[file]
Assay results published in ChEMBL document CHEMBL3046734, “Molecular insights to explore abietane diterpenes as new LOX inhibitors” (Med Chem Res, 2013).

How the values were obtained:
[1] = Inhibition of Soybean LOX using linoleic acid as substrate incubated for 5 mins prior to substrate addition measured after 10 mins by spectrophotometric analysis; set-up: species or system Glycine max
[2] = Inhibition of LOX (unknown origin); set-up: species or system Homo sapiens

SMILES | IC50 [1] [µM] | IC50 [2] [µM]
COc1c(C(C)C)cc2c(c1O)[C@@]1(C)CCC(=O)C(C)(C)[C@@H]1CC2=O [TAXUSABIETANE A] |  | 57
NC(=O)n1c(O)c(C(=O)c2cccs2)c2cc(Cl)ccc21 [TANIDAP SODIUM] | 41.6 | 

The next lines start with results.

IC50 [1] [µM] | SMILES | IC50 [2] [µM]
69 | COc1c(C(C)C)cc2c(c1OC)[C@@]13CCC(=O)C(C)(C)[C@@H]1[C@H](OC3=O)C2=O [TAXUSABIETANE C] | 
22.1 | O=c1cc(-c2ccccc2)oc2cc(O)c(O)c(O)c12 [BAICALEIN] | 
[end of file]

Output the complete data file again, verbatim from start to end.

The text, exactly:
Assay results published in ChEMBL document CHEMBL3046734, “Molecular insights to explore abietane diterpenes as new LOX inhibitors” (Med Chem Res, 2013).

How the values were obtained:
[1] = Inhibition of Soybean LOX using linoleic acid as substrate incubated for 5 mins prior to substrate addition measured after 10 mins by spectrophotometric analysis; set-up: species or system Glycine max
[2] = Inhibition of LOX (unknown origin); set-up: species or system Homo sapiens

SMILES | IC50 [1] [µM] | IC50 [2] [µM]
COc1c(C(C)C)cc2c(c1O)[C@@]1(C)CCC(=O)C(C)(C)[C@@H]1CC2=O [TAXUSABIETANE A] |  | 57
NC(=O)n1c(O)c(C(=O)c2cccs2)c2cc(Cl)ccc21 [TANIDAP SODIUM] | 41.6 | 

The next lines start with results.

IC50 [1] [µM] | SMILES | IC50 [2] [µM]
69 | COc1c(C(C)C)cc2c(c1OC)[C@@]13CCC(=O)C(C)(C)[C@@H]1[C@H](OC3=O)C2=O [TAXUSABIETANE C] | 
22.1 | O=c1cc(-c2ccccc2)oc2cc(O)c(O)c(O)c12 [BAICALEIN] | 